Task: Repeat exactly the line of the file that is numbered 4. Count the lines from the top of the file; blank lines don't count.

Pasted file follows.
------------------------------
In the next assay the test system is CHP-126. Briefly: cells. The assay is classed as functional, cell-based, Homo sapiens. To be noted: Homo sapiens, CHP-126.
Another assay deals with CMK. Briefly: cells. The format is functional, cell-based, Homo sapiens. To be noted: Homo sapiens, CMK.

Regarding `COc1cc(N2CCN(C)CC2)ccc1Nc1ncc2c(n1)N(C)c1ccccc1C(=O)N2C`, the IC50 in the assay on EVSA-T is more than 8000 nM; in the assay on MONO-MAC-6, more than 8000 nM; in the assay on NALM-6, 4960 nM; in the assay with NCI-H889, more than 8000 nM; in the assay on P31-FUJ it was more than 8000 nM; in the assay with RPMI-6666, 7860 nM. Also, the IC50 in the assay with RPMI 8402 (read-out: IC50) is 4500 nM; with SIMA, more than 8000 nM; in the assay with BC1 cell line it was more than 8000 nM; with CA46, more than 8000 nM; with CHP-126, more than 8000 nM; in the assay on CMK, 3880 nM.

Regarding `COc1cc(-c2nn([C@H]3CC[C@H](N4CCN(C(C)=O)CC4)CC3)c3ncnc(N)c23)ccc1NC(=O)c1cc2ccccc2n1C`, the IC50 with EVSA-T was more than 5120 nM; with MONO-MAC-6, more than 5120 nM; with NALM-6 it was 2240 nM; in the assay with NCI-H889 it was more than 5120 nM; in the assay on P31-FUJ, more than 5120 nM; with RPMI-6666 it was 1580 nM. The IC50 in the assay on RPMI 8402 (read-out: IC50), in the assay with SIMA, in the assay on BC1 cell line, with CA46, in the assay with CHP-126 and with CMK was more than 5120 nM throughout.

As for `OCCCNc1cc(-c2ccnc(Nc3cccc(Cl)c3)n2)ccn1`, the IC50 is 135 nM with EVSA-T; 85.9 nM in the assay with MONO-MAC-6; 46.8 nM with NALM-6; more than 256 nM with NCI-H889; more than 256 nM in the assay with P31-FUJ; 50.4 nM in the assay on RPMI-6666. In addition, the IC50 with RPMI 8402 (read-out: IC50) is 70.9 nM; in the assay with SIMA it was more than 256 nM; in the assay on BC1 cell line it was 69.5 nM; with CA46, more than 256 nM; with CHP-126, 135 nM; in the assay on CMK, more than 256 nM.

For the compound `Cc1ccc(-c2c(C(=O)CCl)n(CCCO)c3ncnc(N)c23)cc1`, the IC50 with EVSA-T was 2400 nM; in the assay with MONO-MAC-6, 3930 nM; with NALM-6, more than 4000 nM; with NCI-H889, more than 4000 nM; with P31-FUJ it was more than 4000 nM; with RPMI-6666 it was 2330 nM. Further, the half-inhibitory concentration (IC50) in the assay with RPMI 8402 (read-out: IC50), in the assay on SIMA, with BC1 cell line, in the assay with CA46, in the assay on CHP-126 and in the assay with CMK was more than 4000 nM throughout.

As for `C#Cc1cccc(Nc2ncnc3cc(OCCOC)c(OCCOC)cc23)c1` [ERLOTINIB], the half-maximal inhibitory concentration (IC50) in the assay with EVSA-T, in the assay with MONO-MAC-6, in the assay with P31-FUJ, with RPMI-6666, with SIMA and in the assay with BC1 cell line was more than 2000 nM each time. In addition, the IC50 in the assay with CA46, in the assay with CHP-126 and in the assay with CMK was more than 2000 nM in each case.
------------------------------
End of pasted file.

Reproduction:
Regarding `COc1cc(-c2nn([C@H]3CC[C@H](N4CCN(C(C)=O)CC4)CC3)c3ncnc(N)c23)ccc1NC(=O)c1cc2ccccc2n1C`, the IC50 with EVSA-T was more than 5120 nM; with MONO-MAC-6, more than 5120 nM; with NALM-6 it was 2240 nM; in the assay with NCI-H889 it was more than 5120 nM; in the assay on P31-FUJ, more than 5120 nM; with RPMI-6666 it was 1580 nM. The IC50 in the assay on RPMI 8402 (read-out: IC50), in the assay with SIMA, in the assay on BC1 cell line, with CA46, in the assay with CHP-126 and with CMK was more than 5120 nM throughout.